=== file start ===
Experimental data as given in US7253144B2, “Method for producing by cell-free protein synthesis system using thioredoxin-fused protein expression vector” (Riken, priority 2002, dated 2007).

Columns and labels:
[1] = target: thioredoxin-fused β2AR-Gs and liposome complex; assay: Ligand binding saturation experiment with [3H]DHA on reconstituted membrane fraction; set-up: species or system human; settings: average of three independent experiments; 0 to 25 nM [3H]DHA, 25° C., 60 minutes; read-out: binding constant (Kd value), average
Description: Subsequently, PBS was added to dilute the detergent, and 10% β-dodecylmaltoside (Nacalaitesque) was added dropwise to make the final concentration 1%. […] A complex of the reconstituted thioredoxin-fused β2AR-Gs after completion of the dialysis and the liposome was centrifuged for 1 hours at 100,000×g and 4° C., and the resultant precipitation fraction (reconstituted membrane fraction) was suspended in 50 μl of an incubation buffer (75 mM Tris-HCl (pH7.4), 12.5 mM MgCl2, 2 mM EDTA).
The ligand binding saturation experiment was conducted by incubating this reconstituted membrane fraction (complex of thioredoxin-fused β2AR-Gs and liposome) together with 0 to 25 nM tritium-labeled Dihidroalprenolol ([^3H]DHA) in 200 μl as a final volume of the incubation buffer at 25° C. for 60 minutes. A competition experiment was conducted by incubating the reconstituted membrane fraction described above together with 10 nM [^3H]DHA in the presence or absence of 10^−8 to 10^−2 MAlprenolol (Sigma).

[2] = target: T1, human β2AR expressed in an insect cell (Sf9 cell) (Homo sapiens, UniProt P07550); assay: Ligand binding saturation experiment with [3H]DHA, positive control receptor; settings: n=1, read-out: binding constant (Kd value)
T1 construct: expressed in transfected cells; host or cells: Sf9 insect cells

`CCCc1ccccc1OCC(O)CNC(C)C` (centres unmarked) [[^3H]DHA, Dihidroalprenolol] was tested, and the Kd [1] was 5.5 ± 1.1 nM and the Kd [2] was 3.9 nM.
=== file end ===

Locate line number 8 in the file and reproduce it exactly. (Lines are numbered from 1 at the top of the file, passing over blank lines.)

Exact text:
`CCCc1ccccc1OCC(O)CNC(C)C` (centres unmarked) [[^3H]DHA, Dihidroalprenolol] was tested, and the Kd [1] was 5.5 ± 1.1 nM and the Kd [2] was 3.9 nM.